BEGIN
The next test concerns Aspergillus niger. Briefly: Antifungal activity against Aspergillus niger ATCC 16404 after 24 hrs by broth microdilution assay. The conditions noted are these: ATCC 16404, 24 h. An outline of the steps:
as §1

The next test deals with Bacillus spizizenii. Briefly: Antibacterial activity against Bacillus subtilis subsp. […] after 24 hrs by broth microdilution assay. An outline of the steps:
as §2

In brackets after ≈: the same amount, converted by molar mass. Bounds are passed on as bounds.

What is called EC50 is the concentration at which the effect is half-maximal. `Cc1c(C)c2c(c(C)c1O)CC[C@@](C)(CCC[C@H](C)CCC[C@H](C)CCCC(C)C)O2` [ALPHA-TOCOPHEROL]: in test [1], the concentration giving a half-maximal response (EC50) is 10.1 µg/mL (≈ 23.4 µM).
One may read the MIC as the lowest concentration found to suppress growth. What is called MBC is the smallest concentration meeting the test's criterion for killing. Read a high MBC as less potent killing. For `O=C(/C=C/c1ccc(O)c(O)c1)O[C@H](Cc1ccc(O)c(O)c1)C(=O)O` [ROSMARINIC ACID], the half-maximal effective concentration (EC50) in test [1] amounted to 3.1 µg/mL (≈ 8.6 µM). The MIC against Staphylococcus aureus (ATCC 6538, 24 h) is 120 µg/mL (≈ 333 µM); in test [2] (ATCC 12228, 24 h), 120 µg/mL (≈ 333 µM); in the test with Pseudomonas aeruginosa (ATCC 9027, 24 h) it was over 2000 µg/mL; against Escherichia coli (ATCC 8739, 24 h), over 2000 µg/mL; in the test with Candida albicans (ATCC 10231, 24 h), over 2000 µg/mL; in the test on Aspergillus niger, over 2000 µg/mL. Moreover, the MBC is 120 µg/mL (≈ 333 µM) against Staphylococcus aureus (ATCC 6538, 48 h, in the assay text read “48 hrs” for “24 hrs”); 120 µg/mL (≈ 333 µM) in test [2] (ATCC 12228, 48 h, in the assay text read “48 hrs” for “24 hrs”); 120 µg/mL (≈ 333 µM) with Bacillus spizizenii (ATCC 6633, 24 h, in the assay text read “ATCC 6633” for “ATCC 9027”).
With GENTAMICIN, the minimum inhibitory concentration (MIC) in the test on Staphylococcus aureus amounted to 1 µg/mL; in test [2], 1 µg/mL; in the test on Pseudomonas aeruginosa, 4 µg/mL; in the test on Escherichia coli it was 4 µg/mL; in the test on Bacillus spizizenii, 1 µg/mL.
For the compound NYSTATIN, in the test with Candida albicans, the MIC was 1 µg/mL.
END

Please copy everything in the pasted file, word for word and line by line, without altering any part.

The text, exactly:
The next test concerns Aspergillus niger. Briefly: Antifungal activity against Aspergillus niger ATCC 16404 after 24 hrs by broth microdilution assay. The conditions noted are these: ATCC 16404, 24 h. An outline of the steps:
as §1

The next test deals with Bacillus spizizenii. Briefly: Antibacterial activity against Bacillus subtilis subsp. […] after 24 hrs by broth microdilution assay. An outline of the steps:
as §2

In brackets after ≈: the same amount, converted by molar mass. Bounds are passed on as bounds.

What is called EC50 is the concentration at which the effect is half-maximal. `Cc1c(C)c2c(c(C)c1O)CC[C@@](C)(CCC[C@H](C)CCC[C@H](C)CCCC(C)C)O2` [ALPHA-TOCOPHEROL]: in test [1], the concentration giving a half-maximal response (EC50) is 10.1 µg/mL (≈ 23.4 µM).
One may read the MIC as the lowest concentration found to suppress growth. What is called MBC is the smallest concentration meeting the test's criterion for killing. Read a high MBC as less potent killing. For `O=C(/C=C/c1ccc(O)c(O)c1)O[C@H](Cc1ccc(O)c(O)c1)C(=O)O` [ROSMARINIC ACID], the half-maximal effective concentration (EC50) in test [1] amounted to 3.1 µg/mL (≈ 8.6 µM). The MIC against Staphylococcus aureus (ATCC 6538, 24 h) is 120 µg/mL (≈ 333 µM); in test [2] (ATCC 12228, 24 h), 120 µg/mL (≈ 333 µM); in the test with Pseudomonas aeruginosa (ATCC 9027, 24 h) it was over 2000 µg/mL; against Escherichia coli (ATCC 8739, 24 h), over 2000 µg/mL; in the test with Candida albicans (ATCC 10231, 24 h), over 2000 µg/mL; in the test on Aspergillus niger, over 2000 µg/mL. Moreover, the MBC is 120 µg/mL (≈ 333 µM) against Staphylococcus aureus (ATCC 6538, 48 h, in the assay text read “48 hrs” for “24 hrs”); 120 µg/mL (≈ 333 µM) in test [2] (ATCC 12228, 48 h, in the assay text read “48 hrs” for “24 hrs”); 120 µg/mL (≈ 333 µM) with Bacillus spizizenii (ATCC 6633, 24 h, in the assay text read “ATCC 6633” for “ATCC 9027”).
With GENTAMICIN, the minimum inhibitory concentration (MIC) in the test on Staphylococcus aureus amounted to 1 µg/mL; in test [2], 1 µg/mL; in the test on Pseudomonas aeruginosa, 4 µg/mL; in the test on Escherichia coli it was 4 µg/mL; in the test on Bacillus spizizenii, 1 µg/mL.
For the compound NYSTATIN, in the test with Candida albicans, the MIC was 1 µg/mL.